Orland Park, IL (Sept. 15, 2020) – Six people were injured and one pet died after a fire broke out just after midnight on the 32nd floor of the 400 East Randolph residential high-rise building in Chicago. The 40-story condominium building is not protected with fire sprinklers.
In Chicago, all new high-rises built after 1975 have been required to install fire sprinklers. Older residential high-rises were required to be retrofitted with fire sprinklers or use less effective, passive fire prevention measures in order to pass the city’s Life Safety Evaluation (LSE) deadline of January 1, 2015. The 400 East Randolph high-rise chose to comply with the city’s Life Safety Evaluation without installing fire sprinklers, leading to the events in this morning’s fire.
“Many people would be surprised that there are hundreds of residential high-rise buildings in Chicago that are not protected with fire sprinklers, yet these buildings comply with the city’s LSE requirements,” said Erik Hoffer, executive director, Northern Illinois Fire Sprinkler Advisory Board (NIFSAB). “High-rise buildings are already high-risk in nature, especially for the elderly and people with disabilities. Not having an active fire suppression system adds to the danger.”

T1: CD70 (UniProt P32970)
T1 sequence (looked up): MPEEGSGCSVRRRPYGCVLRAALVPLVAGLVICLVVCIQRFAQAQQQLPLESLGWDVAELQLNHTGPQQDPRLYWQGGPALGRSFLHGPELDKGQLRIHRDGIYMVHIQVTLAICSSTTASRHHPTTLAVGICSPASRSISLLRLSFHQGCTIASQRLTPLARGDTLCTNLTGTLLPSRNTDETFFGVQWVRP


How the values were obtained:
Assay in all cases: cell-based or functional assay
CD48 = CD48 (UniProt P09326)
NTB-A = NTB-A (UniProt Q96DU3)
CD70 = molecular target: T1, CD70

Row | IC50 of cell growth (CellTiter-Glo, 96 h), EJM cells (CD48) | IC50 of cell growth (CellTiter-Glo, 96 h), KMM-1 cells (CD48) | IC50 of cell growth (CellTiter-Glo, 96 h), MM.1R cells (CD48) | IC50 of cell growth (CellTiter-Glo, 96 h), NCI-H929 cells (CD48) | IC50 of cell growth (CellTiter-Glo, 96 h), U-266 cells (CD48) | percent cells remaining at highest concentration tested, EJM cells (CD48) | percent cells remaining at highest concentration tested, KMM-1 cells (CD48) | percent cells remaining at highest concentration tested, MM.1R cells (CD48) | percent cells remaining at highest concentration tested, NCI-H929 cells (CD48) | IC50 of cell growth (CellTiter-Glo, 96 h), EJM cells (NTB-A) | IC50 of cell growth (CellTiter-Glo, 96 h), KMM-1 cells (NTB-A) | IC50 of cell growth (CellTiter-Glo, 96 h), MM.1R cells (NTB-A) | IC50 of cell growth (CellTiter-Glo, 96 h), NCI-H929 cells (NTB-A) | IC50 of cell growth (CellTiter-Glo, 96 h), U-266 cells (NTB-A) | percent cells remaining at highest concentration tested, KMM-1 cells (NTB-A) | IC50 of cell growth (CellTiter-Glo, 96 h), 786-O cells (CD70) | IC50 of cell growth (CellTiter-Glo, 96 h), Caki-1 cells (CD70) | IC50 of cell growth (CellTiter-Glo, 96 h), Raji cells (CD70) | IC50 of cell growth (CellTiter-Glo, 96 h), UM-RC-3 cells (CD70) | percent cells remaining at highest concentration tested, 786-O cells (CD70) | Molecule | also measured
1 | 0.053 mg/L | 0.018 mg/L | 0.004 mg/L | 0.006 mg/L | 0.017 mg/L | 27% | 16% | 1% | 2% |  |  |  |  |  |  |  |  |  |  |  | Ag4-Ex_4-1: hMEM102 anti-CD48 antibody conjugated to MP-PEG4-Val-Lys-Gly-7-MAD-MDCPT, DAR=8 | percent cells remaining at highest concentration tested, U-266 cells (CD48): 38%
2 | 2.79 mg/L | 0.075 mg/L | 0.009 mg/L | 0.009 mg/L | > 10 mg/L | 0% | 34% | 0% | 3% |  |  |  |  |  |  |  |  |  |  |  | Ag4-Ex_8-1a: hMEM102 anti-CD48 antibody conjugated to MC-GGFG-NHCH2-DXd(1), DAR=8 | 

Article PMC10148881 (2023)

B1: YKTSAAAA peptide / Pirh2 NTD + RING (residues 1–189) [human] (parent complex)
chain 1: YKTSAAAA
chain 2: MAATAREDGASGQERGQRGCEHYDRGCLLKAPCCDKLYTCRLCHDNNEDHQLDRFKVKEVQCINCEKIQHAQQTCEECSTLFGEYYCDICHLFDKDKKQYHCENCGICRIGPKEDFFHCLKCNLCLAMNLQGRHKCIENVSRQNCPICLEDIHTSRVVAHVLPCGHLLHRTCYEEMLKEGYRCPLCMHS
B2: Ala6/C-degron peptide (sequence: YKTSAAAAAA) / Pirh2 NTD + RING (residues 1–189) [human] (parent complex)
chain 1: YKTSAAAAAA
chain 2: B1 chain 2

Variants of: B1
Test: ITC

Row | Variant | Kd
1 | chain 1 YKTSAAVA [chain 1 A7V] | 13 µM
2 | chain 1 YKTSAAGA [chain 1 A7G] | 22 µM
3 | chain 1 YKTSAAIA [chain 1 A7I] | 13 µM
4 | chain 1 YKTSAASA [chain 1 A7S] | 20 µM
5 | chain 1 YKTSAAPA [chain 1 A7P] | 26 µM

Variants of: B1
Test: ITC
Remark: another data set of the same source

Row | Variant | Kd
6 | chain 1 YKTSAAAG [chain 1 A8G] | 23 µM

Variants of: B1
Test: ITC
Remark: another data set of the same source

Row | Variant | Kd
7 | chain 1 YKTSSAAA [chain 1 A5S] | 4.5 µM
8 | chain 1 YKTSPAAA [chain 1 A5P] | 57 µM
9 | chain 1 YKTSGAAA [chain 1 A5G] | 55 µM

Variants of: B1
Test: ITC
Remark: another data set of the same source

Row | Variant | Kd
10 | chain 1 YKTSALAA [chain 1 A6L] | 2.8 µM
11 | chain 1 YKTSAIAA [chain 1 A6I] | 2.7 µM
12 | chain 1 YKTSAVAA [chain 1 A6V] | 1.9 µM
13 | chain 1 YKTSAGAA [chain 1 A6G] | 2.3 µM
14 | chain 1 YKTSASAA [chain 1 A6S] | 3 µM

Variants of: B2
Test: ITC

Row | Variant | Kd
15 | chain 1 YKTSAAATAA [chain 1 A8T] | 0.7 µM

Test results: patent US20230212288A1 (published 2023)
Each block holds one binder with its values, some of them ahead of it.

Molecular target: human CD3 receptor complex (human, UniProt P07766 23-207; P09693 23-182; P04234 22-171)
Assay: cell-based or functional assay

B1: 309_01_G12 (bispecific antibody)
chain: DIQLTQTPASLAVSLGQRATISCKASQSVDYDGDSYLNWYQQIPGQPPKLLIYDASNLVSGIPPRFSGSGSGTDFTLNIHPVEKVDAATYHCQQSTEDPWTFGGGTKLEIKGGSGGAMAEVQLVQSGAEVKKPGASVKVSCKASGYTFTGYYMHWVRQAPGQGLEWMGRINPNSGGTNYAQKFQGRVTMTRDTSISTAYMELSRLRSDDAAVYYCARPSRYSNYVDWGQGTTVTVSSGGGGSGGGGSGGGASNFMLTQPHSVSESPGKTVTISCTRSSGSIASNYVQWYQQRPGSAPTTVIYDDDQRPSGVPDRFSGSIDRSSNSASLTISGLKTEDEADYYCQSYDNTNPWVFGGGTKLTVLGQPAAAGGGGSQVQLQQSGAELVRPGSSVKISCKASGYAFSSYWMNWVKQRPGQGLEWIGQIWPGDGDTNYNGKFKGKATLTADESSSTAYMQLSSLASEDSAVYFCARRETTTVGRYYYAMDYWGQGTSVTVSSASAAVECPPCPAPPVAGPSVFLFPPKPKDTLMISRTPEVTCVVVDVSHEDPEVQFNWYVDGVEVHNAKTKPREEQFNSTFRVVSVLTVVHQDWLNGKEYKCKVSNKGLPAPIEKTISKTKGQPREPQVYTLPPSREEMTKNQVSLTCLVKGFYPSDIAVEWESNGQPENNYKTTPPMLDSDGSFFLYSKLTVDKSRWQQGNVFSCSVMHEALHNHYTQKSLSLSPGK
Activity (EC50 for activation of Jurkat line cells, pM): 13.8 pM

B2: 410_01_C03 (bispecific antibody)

“If fire sprinklers were present, this wouldn’t have been a news story. Only the sprinkler closest to the fire would have activated, keeping the fire small or putting it out, and allowing people and their pets to safely escape. The damage would have been minimal,” Hoffer added.
About the Northern Illinois Fire Sprinkler Advisory Board (NIFSAB)
NIFSAB is a nonprofit organization dedicated to promoting progressive legislation, raising public awareness, and educating code officials and governmental policy makers by demonstrating the proven performance of fire sprinklers in saving both lives and property. For more information, visit www.highriselifesafety.com.